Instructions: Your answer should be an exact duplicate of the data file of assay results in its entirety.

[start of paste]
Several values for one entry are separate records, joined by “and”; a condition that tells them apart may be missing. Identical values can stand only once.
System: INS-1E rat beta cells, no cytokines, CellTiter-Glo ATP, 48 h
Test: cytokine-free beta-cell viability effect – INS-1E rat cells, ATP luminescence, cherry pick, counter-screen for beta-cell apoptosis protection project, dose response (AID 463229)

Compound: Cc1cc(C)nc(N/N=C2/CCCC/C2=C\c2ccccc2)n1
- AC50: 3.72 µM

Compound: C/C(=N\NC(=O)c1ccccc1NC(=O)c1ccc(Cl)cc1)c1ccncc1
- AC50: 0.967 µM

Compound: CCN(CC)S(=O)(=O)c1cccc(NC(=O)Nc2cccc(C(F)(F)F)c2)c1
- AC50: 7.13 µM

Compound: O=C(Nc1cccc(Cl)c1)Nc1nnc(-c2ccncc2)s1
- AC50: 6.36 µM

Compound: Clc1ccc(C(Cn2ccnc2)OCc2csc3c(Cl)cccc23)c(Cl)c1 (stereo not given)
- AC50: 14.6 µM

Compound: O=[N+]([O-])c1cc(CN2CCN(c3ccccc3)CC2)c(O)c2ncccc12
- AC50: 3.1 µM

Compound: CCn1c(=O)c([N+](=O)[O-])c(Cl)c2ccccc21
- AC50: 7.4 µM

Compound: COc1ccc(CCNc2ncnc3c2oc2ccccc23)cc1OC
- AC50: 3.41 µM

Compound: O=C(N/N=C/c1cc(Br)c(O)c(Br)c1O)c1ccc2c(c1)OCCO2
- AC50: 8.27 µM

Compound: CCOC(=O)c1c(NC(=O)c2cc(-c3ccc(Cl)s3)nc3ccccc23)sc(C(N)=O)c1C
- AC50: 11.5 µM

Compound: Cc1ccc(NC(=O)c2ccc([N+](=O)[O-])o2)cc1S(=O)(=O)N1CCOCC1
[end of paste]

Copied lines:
Several values for one entry are separate records, joined by “and”; a condition that tells them apart may be missing. Identical values can stand only once.
System: INS-1E rat beta cells, no cytokines, CellTiter-Glo ATP, 48 h
Test: cytokine-free beta-cell viability effect – INS-1E rat cells, ATP luminescence, cherry pick, counter-screen for beta-cell apoptosis protection project, dose response (AID 463229)

Compound: Cc1cc(C)nc(N/N=C2/CCCC/C2=C\c2ccccc2)n1
- AC50: 3.72 µM

Compound: C/C(=N\NC(=O)c1ccccc1NC(=O)c1ccc(Cl)cc1)c1ccncc1
- AC50: 0.967 µM

Compound: CCN(CC)S(=O)(=O)c1cccc(NC(=O)Nc2cccc(C(F)(F)F)c2)c1
- AC50: 7.13 µM

Compound: O=C(Nc1cccc(Cl)c1)Nc1nnc(-c2ccncc2)s1
- AC50: 6.36 µM

Compound: Clc1ccc(C(Cn2ccnc2)OCc2csc3c(Cl)cccc23)c(Cl)c1 (stereo not given)
- AC50: 14.6 µM

Compound: O=[N+]([O-])c1cc(CN2CCN(c3ccccc3)CC2)c(O)c2ncccc12
- AC50: 3.1 µM

Compound: CCn1c(=O)c([N+](=O)[O-])c(Cl)c2ccccc21
- AC50: 7.4 µM

Compound: COc1ccc(CCNc2ncnc3c2oc2ccccc23)cc1OC
- AC50: 3.41 µM

Compound: O=C(N/N=C/c1cc(Br)c(O)c(Br)c1O)c1ccc2c(c1)OCCO2
- AC50: 8.27 µM

Compound: CCOC(=O)c1c(NC(=O)c2cc(-c3ccc(Cl)s3)nc3ccccc23)sc(C(N)=O)c1C
- AC50: 11.5 µM

Compound: Cc1ccc(NC(=O)c2ccc([N+](=O)[O-])o2)cc1S(=O)(=O)N1CCOCC1